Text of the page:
Many thanks to the OHUG team for another great conference. I had a few questions after the keynote about the research we cited - here are a few links.
Center for Creative Leadership: The Changing Nature of Leadership
Gallup: The Next Generation of Leadership (subscription required)
Harvard Business Review: Mentoring Millenials (May, 2010)
Harvard Business Review: How to Keep Your Top Talent (May, 2010)
Harvard Business Review: Are You a High Potential? (June, 2010)
So what are YOU thinking about Leadership and Retaining Key Talent? Any other good research to share?
Friday, June 18, 2010
Wednesday, March 24, 2010
We had a contentious Music Boosters meeting last week: the High School Band Director was let go, and the Principal came in to explain his decision. I’ve been in the Principal’s shoes before – having to explain why a well-liked person was fired. But I was surprised to learn how much of the Principal’s decision was impacted by the tenure rules he has to follow.
In California, if a school employee is slotted against a defined position, that person has to be given tenure, or released, at the end of 2 years. Think about that for a minute. What do you know about a person after 2 years? If they are a rock star, you’ve figured that out. Grant tenure and congratulate yourself on a great hire. If they are a D player, you’ve got that covered too. But what if they’re in the middle? They seem ok, but they aren’t lighting the world on fire. Or they were dealing with personal problems over the last 6 months, so work wasn’t their 100% focus. Or they look like they are about to turn the corner and grow into the rock star you know they can be. In the corporate world, we have tools to deal with that situation – the person meets expectations, gets a low salary increase and you focus performance discussions on how to get to the next level of performance. But in the school system, you don’t have that room. If you grant tenure, this person cannot be fired except for egregious actions.
After 2 years, the music program was improving, but not as much as the Principal expected. Students loved the teacher, and parents were fairly happy as well. But there was still room to grow on the overall excellence of the program, and the Director wasn't necessarily "owning" the vision for the department. So the Principal had to make a call: keep the Director, who is a great person, but hasn’t risen to the level you expect, or say "we can do better" and release the employee? Make a bet that a B player will grow to be an A, or cut your losses?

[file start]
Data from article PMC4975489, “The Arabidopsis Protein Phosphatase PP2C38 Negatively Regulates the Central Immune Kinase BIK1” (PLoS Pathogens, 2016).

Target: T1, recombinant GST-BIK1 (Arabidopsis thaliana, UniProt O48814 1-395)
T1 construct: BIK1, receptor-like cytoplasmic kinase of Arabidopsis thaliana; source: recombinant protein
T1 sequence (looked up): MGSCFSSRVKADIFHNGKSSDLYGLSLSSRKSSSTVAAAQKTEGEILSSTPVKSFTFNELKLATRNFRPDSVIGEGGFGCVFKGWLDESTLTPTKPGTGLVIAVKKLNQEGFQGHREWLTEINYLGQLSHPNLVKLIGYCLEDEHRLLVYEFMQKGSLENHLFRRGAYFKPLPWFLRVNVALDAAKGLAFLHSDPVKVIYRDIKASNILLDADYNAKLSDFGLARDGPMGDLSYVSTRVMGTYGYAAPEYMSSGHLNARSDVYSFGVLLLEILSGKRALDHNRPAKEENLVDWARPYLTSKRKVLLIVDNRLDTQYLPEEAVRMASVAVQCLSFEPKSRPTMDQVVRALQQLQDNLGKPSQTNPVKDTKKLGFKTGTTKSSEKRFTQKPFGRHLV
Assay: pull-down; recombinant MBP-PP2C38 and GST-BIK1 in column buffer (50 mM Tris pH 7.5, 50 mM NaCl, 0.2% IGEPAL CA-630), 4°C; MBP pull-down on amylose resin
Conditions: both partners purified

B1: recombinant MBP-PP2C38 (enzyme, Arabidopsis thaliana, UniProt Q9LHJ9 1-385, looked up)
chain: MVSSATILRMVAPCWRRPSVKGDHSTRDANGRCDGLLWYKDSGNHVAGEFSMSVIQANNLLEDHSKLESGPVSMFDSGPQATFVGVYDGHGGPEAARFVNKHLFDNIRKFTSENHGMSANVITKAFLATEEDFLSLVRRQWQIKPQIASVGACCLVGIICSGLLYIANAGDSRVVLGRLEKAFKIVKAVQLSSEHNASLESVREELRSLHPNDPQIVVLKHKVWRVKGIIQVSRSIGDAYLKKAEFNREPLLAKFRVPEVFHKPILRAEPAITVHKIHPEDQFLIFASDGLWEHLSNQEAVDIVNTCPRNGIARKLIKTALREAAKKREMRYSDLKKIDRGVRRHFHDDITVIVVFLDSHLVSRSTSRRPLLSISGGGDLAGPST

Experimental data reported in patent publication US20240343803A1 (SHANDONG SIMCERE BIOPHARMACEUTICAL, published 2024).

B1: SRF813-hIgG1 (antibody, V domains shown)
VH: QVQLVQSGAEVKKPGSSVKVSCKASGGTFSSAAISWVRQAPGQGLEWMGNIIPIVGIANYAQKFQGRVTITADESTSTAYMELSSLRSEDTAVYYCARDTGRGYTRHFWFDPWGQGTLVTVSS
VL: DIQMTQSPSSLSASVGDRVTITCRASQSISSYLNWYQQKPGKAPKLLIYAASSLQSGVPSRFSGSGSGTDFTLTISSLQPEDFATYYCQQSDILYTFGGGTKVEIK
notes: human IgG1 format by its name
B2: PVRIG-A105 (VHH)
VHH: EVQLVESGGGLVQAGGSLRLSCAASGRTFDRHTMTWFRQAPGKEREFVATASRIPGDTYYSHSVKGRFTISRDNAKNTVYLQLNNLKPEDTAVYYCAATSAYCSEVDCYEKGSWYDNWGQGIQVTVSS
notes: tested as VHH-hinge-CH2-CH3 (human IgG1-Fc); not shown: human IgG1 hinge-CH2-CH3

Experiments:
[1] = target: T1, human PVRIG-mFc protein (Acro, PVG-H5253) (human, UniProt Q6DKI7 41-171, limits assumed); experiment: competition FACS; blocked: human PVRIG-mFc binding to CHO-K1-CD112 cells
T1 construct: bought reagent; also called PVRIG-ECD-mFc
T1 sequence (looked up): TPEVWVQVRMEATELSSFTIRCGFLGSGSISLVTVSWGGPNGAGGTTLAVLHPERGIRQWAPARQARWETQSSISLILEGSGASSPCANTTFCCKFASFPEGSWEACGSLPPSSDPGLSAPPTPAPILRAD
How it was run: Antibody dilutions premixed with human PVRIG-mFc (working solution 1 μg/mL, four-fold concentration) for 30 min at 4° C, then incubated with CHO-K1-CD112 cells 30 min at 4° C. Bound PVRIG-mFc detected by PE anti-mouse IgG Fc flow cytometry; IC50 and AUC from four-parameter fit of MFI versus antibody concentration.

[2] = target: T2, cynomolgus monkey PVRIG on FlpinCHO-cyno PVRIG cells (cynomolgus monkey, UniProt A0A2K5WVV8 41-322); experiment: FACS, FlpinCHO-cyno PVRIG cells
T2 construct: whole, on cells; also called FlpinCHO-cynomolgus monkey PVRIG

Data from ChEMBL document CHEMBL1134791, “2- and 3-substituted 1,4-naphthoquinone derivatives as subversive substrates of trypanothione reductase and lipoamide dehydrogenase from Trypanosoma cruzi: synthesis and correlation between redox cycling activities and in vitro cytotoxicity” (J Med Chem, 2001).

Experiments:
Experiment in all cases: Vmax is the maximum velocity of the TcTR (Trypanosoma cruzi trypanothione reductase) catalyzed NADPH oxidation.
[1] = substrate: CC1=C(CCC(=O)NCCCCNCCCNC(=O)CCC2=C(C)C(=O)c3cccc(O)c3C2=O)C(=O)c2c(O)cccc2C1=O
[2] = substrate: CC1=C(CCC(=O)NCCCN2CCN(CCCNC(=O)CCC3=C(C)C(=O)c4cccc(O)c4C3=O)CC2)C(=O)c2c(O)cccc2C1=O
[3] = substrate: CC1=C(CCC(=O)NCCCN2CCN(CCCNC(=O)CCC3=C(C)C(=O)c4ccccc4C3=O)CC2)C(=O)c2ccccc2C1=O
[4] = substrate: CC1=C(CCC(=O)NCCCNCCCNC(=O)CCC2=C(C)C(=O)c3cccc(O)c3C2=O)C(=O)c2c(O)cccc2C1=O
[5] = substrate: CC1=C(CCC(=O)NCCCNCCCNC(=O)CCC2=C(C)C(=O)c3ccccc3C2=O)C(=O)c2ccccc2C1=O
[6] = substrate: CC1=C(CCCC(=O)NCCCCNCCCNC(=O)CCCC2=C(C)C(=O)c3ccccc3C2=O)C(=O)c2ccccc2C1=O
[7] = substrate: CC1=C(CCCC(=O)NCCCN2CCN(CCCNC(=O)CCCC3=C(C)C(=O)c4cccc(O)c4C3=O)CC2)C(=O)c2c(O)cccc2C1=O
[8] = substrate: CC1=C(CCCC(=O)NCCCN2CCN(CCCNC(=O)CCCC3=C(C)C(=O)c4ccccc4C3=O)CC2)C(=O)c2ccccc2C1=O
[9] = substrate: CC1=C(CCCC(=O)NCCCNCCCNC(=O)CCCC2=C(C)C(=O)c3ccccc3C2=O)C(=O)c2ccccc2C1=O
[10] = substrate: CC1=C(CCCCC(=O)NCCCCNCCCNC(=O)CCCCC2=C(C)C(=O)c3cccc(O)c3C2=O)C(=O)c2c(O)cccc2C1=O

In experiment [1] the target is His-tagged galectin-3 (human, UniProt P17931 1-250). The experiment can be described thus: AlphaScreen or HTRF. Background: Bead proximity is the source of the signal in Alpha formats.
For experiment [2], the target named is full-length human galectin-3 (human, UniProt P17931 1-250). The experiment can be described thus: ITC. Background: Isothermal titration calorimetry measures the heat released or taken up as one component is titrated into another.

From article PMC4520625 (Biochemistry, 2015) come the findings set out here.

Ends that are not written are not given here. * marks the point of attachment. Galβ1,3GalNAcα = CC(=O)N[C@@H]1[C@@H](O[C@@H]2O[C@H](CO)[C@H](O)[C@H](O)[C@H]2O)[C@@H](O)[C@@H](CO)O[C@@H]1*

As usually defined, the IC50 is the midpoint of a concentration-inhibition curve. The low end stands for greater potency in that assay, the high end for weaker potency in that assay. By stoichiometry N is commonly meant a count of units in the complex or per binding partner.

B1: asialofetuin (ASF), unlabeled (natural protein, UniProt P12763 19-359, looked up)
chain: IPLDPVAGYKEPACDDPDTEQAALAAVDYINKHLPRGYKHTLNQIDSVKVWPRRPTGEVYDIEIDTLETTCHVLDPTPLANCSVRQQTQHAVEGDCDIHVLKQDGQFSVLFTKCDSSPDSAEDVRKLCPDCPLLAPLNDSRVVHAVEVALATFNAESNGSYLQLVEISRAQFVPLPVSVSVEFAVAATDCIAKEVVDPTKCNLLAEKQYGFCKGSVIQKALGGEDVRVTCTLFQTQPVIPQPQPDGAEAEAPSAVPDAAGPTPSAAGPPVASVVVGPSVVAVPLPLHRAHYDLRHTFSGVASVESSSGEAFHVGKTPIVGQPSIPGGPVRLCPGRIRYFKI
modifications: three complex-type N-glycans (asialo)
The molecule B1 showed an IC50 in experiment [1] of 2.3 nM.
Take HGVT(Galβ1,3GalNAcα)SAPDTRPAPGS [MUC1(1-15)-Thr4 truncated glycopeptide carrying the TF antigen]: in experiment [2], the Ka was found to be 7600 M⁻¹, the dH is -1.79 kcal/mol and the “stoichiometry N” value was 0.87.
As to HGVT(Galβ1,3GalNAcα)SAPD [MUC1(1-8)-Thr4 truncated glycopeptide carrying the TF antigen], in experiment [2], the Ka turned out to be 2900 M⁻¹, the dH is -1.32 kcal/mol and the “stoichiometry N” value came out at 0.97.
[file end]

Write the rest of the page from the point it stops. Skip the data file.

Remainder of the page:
Despite the pressure from students and parents, the Principal made the decision to release the Director. As he said, if he has the slightest doubt on whether or not to give tenure, he’s not going to do it. It’s far better to go through the short term upheaval of recruiting a new A player than get by with a B player for the next 15-20 years.
I agree with the Principal’s decision – because I think it’s the right principle to establish in this situation. To me, the idea of making this long-term decision after only 18 months of performance is ludicrous. Other states grant tenure after 5 years, which gives an employee more room to take risks and grow earlier in their career. But if we’ve removed the idea of lifetime jobs from other industries, why is it still acceptable in education? How would you feel about granting tenure in this situation? Educators, or parents with kids…what do you think?
[Image from Thinkpublic used under creative commons]
Tuesday, March 2, 2010
The 13 year-old arrived in the living room last Sunday with a wild look in his eyes.
"Mom, I have to do a presentation on my Math Problem of the Week. Can you teach me Powerpoint?"
[NB: Once upon a time, I was, in fact, paid to teach people how to give presentations. So there's some precedent to the request.]
So we sat down at the table, fired up the computer, and I asked him what he wanted to present. In order, his answers were:
1. I need to show all of the content from my math assignment, because that's what the teacher is looking for.
2. I need to do something that will keep people awake, because this could be boring.
3. I want to do some cool transitions - do you have any with flames?
He's only 13, and already he's been taught that presentations should reflect all of your content, and creativity is limited to how you get from point to point. On the plus side, the idea of "keeping people awake" had some merit - although I think it had more to do with him not liking math, than thinking about presentations.
45 minutes later, he had 19 slides - all text, with 1 thought per slide. As we were editing for font alignment, I decided to try again - "How are you going to keep people awake?" We brainstormed, and he loved the idea of framing the problem around creating a new Olympic sport. All the math calculations could be brought in as "supporting material" for presenting to the IOC on safety standards. We started changing graphics, adding new images, and talking about the difference between the Story, and the Slide Content. We finished by finalizing the math components, and agreed to practice the story on Monday.
Monday night. 8pm. "Mom, I know we had a good idea, but I watched the smartest person in class give her presentation today. She had all of her information on the slides, and just read them. So I'm going to do that, too."
Sadly, it'll be a while before the IOC gets to learn about para-skiing ... however, I now know where to find animated slide transitions. Maybe I'll throw in some flames the next time I'm low on inspiration!
[Image from Chris and Laura Pawluk. Used under CC]